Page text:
Health and Nutrition

Causes, Signs and Treatments for Dog Ear Infections

– by Shannon Lueck

The outer ear, middle ear and the inner ear are the three parts that make up an ear. The one most likely to get an infection is the outer ear. It is reported that about 90% of infections happen in the outer ear.

Infections of the outer ear canal are common among dogs. Dog ear infections, or Otitis Externa, occur frequently in dogs because of the way their ears are designed. The horizontal and vertical components of a dog’s ear make it difficult for particles such as water or debris to drain out.

Signs that Your Dog Has an Ear Infection:

  • Your dog is constantly and excessively shaking its head.
  • There is yellow to brown discharge in your dog’s ears.
  • Your dog’s ears have a yeast-like smell.
  • There is redness and swelling on your dog’s infected ear.

Possible Causes of Dog Ear Infection:

Dog ear infections are caused by a variety of things. However, allergies are the typical cause of dog ear infections. If your dog has allergies or is highly susceptible to allergies, your dog is likely to have ear infections.

Water getting into the ears is another common cause of ear infections among dogs. So if your dog likes to swim, it is prone to ear infections. This is because of the way your dog’s ears are designed. When water gets inside your dog’s ears, the water can’t properly drain out. Thus, your dog’s ears become the perfect breeding ground for bacteria and yeast. This doesn’t mean, however, that you shouldn’t allow your dog to swim or play in the water anymore. It just means that you should thoroughly dry your dog’s ears after to prevent ear infections.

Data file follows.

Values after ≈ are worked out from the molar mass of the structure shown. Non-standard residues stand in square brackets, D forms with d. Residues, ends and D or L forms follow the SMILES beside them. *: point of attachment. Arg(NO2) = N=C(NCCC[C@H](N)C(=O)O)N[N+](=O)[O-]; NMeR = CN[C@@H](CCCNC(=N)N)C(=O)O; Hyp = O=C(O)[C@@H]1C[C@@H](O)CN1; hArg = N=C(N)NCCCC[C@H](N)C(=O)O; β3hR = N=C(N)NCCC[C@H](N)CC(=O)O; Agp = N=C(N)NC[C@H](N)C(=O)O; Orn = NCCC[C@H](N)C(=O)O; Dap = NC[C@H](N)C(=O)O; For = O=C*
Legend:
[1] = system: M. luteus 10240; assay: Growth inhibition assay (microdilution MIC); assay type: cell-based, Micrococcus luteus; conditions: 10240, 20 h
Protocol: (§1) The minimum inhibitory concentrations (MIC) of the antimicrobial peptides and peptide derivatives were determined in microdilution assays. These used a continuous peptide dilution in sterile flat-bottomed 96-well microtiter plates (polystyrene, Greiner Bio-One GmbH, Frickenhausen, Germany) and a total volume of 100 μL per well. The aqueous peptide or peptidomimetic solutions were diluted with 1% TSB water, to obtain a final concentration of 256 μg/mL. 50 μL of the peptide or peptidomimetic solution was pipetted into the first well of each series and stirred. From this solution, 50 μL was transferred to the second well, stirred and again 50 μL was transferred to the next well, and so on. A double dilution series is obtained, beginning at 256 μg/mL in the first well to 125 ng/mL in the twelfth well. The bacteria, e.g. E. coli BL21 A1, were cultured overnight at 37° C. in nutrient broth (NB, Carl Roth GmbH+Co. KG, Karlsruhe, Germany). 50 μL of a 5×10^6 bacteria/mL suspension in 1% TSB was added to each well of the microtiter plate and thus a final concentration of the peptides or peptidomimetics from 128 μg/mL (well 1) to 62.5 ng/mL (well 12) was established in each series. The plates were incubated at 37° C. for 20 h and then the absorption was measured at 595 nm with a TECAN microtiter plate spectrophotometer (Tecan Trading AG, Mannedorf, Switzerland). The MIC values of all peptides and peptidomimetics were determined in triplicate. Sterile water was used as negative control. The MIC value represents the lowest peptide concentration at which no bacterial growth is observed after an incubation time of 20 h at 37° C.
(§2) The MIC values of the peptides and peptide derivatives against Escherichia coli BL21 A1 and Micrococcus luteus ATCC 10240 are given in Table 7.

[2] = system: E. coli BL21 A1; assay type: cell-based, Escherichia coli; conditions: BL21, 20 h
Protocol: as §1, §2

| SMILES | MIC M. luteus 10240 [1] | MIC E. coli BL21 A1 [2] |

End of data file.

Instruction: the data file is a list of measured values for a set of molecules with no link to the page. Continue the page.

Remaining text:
Cleaning Your Dog’s Infected Ear:

Regardless of how much you take care of your dog’s well being, your dog will most likely eventually have ear infections. When this happens, you need to know the correct way of cleaning your dog’s ear before putting medication.

  1. Put a few drops of ear cleanser into your dog’s infected ear.
  2. Next, gently rub or massage the ear to loosen any debris that is stuck in there.
  3. Using a soft cloth, gauze or cotton ball, gently scrape and wipe the dirt out of the infected ear.

Medicating Your Dog’s Infected Ear:

After thoroughly cleaning your dog’s infected ear, apply medication according to the veterinarian’s instructions or the instructions found on the label.

Your dog’s veterinarian will prescribe the appropriate treatment based on what has caused your dog’s ear to become infected. For instance, if your dog’s ear infection was caused by a yeast infection, the veterinarian will prescribe an anti-fungal medication. If the infection was caused by a bacteria, your dog will be prescribed antibiotics.

Medications for dog ear infections are typically applied directly into the ears. However, if your dog has a severe ear infection, the veterinarian may prescribe oral treatment. The veterinarian may also clip the hair around your dog’s infected ear to allow more air to circulate in it. Surgery, for reconstructing the ear canal so that it drains better and easier, is the last recourse when topical and oral treatments have failed.

While all dogs are prone to ear infections, those belonging to breeds with large ears that flap over the outer ear canal as well as those breeds of dogs with very small ear canals are most susceptible. As a dog owner, it’s your responsibility to take care of your dog’s well being. Take proper care of your dog’s ears and learn how to detect the early signs of ear infections.

Note: This section of the Canada’s Guide to Dogs website is intended as a source of information only. It is not intended as a substitute for professional care. Always consult with your Veterinarian about health related matters.

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